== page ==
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Representation in dynamical and embodied cognition

(2002) Keijzer, Fred

The move toward a dynamical and embodied understanding of cognitive processes initiated a
debate about the usefulness of the notion of representation for cognitive science. The debate
started when some proponents of a dynamical and embodied approach argued that the use of
representations could be discarded in many circumstances. This remained a minority view
however and there is now a tendency to shove this critique of the usefulness of
representations aside as a non-issue for a dynamical and situated approach to cognition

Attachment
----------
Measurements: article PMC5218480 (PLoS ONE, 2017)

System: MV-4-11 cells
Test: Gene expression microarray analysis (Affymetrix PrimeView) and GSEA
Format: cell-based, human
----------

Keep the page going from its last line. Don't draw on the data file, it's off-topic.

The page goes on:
(Clark, 1997b; Bechtel, 1998). In opposition, I will argue that the representation issue is far
from settled, and instead forms the kernel of an important conceptual shift between traditional
cognitive science and a dynamical and embodied approach. This will be done by making
explicit the key features of representation in traditional cognitive science and by arguing that
the representation-like entities that come to the fore in a dynamical and embodied approach
are significantly different from the traditional notion of representation. This difference
warrants a change of terminology to signal an important change in meaning.


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